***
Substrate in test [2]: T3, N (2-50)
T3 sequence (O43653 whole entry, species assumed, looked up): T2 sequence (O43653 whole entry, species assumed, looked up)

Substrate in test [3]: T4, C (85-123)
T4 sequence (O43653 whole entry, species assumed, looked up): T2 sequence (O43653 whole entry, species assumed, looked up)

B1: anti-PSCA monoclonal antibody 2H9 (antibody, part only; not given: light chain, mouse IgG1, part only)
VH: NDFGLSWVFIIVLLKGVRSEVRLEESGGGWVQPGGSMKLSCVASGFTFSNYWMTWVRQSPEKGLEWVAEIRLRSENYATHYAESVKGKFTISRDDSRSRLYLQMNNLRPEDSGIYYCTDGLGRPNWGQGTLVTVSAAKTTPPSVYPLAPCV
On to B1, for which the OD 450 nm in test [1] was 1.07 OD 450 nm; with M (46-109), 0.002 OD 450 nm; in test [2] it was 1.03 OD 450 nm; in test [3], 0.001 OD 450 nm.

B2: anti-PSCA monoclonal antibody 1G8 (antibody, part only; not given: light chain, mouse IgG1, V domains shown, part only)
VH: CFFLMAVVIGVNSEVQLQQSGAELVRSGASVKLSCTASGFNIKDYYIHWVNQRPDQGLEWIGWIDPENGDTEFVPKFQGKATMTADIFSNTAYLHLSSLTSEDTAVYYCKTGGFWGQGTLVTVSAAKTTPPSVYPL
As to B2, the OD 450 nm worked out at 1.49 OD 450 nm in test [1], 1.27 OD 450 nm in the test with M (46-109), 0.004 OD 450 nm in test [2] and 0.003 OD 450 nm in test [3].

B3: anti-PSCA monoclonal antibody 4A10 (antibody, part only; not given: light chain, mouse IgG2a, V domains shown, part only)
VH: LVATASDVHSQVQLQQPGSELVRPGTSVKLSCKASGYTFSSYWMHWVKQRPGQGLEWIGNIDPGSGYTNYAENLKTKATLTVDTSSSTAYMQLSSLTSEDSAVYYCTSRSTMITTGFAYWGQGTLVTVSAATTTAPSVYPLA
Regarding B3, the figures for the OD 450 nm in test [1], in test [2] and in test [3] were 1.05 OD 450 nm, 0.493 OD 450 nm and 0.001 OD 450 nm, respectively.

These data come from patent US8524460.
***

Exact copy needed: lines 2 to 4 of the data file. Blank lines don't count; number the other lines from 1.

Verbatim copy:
T3 sequence (O43653 whole entry, species assumed, looked up): T2 sequence (O43653 whole entry, species assumed, looked up)

Substrate in test [3]: T4, C (85-123)
T4 sequence (O43653 whole entry, species assumed, looked up): T2 sequence (O43653 whole entry, species assumed, looked up)